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Article: Ultrasound-Guided Breast-Conserving Surgery May Reduce Need for Further Surgeries

Posted on April 30th, 2012

A new study shows using ultrasound to guide the surgical removal of tumors from women with palpable breast cancer is significantly better than the standard approach in ensuring that all cancerous tissue is removed while minimizing the removal of healthy tissue.

Dr. Krekel and her colleagues randomly assigned 124 patients with palpable early-stage breast cancer to either ultrasound-guided surgery or palpation-guided surgery. They found that only 3.3 percent of the margins in the ultrasound-guided surgery group contained cancer cells, compared with 16.4 percent in the palpation-guided surgery group. They also found that less healthy tissue was removed in the ultrasound-guided surgery group.

“If we get the same results in the United States, and these results can be incorporated into community practice, it will spare many women unnecessary re-excision surgery,” said Dr. Jo Anne Zujewski, head of Breast Cancer Therapeutics in NCI’s Division of Cancer Treatment and Diagnosis.

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Article: Drawbacks of Adding MRI to Mammography Plus Ultrasound May Outweigh Benefits

Posted on April 25th, 2012

Adding ultrasound or magnetic resonance imaging (MRI) to annual screening mammograms for women with an increased risk of breast cancer and dense breast tissue detects more new breast cancers than mammography alone but also results in more false-positive findings, according to results of a multicenter clinical trial.

Researchers found that adding ultrasound to mammography increased breast cancer detection by an average of 3.7 cases per 1,000 women screened after the second and third rounds of annual screening. The majority of cancers detected only by ultrasound were node-negative invasive cancers. Until now, it had been unclear whether continuing annual ultrasound screening would detect more cancers.

Although MRI was better at detecting cancer than mammography plus ultrasound, women found it less tolerable. “Despite its higher sensitivity, the addition of screening MRI rather than ultrasound to mammography in broader populations of women at intermediate risk with dense breasts may not be appropriate, particularly when the current high false-positive rates, cost, and reduced tolerability of MRI are considered,” the authors concluded.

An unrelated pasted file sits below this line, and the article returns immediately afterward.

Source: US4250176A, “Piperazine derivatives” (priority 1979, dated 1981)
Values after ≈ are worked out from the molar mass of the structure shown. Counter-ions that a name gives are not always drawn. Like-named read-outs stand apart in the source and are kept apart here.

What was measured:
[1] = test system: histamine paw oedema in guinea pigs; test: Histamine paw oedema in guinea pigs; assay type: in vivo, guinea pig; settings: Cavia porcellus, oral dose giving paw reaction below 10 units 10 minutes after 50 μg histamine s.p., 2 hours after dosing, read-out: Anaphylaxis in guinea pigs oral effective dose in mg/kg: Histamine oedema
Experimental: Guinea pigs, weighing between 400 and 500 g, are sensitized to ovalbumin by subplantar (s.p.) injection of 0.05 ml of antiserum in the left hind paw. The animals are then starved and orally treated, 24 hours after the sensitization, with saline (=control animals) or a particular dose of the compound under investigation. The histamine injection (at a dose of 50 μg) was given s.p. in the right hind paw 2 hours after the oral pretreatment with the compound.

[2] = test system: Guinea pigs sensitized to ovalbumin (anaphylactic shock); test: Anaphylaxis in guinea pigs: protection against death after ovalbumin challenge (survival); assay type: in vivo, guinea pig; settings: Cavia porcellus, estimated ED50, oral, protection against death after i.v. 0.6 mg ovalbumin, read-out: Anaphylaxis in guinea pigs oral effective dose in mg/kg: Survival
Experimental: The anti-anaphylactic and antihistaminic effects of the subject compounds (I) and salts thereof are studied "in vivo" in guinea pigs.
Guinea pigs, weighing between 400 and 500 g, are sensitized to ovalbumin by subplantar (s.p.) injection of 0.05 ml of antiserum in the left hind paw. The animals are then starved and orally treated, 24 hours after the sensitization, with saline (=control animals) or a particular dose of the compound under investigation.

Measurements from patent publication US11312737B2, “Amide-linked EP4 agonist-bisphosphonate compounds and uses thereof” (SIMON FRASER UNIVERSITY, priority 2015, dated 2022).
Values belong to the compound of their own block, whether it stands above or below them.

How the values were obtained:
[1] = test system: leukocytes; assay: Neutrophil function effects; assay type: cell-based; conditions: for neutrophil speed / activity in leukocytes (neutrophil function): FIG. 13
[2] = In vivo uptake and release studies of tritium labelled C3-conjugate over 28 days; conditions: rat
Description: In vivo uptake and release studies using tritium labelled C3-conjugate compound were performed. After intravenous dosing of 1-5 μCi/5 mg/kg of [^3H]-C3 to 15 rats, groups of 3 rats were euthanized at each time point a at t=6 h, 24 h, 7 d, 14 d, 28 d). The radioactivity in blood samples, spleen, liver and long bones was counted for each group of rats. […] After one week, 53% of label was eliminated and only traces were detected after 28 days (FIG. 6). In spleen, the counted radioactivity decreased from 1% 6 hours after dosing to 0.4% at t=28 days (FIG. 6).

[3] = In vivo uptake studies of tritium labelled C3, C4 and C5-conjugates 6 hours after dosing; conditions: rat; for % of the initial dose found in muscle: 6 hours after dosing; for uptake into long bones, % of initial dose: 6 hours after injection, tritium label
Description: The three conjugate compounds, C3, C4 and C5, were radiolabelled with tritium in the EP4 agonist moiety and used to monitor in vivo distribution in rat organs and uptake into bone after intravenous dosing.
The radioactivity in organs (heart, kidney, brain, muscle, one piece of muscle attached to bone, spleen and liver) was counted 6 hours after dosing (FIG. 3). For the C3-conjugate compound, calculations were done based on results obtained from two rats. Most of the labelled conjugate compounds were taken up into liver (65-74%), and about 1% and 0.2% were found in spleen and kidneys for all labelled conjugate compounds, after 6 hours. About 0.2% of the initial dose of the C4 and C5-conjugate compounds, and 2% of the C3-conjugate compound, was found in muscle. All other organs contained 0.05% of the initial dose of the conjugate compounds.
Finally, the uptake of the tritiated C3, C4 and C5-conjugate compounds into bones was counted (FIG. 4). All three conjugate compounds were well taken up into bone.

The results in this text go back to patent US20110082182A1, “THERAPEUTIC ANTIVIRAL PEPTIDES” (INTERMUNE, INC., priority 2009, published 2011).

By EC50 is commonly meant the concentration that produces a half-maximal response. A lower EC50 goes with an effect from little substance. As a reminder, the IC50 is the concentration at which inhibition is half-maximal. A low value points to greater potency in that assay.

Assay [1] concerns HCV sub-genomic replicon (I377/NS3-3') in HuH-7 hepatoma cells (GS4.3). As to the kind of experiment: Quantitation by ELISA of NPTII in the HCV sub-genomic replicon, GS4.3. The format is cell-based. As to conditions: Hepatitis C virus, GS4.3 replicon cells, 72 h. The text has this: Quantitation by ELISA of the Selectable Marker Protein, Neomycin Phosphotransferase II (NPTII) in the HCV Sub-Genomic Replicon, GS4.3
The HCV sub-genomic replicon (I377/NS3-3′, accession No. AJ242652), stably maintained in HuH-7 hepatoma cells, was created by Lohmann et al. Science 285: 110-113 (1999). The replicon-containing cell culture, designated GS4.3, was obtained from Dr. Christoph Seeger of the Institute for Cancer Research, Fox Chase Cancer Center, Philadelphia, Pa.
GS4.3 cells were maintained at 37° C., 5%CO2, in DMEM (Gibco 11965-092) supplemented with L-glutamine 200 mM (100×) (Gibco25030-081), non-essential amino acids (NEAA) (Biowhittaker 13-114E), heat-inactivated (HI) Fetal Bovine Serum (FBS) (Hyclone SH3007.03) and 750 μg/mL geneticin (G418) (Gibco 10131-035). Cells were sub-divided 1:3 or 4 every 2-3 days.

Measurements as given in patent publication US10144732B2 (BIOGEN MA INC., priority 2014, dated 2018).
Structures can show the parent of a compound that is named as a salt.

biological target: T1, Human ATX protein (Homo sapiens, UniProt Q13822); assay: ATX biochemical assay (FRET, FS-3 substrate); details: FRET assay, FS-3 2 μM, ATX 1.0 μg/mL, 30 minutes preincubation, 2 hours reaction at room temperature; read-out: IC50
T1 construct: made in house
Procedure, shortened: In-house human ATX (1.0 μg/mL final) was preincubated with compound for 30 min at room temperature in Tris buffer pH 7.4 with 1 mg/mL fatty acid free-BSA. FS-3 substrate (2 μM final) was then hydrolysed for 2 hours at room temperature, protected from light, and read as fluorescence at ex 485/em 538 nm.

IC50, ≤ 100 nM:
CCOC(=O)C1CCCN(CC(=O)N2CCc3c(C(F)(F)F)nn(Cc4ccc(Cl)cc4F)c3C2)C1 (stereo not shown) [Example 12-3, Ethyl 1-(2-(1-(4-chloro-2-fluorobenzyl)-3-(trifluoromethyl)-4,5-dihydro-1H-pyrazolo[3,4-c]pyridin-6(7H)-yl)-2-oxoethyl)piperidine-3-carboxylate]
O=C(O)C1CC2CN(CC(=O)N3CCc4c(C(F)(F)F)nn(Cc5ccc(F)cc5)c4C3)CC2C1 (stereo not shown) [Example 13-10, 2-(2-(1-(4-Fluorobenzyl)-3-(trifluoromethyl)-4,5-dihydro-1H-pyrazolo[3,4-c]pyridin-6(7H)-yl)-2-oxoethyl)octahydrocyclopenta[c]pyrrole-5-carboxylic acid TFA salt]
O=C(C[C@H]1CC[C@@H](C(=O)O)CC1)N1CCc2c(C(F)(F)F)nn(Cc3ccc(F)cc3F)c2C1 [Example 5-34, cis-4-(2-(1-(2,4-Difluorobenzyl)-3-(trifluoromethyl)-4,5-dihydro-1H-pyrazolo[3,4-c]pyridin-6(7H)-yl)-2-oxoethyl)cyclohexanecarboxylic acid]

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Life is a Journey not a Destination… Don’t Stop Believing!

Posted on August 18th, 2010

By Mary Jo Wolf, cancer survivor and Cancer Services client

My cancer journey began in November 2008, when I discovered a lump in my right breast. I didn’t panic and went about my evening as scheduled, but the thought of that strange mass lingered in my mind. I had been through an unwanted divorce in April, my family lived 6 hours away, and suddenly, I felt alone.

I went to my doctor on Monday. She examined me and immediately set an appointment for me at the Breast Diagnostic Center. On Tuesday, I had a mammogram, followed by an ultrasound. There was fluid around the mass that needed to be drained, but unfortunately, the radiologist couldn’t get it to drain. I had a total of five biopsies that day, and then made an appointment with a surgeon who would give me the biopsy results. I went to each of these appointments alone, hoping it was nothing. I didn’t believe that I might have cancer and I didn’t want to alarm anyone.

When I met with the surgeon for the biopsy results, my friend Becki came with me. She was diagnosed with breast cancer the previous year and knew I needed support. The diagnosis was DCIS (Ductile Carcinoma in Situ – noninvasive breast cancer). Becki started to cry and I was in shock. A million questions went through my mind. The surgeon recommended a lumpectomy. He would remove the lump and send it to the lab to get the exact diagnosis. He was fairly certain that no more treatment would be needed. My surgery was scheduled for Monday, November 24. My only child’s 21st birthday would be the next day. How was I going to tell her that I had cancer? Surgery went as scheduled and my wonderful daughter gave up her birthday celebration to take care of me.

Unfortunately, at my follow-up appointment , the surgeon reluctantly informed me that another surgery would be necessary because cancer cells were still present, and the mass tested positive for triple negative invasive breast cancer.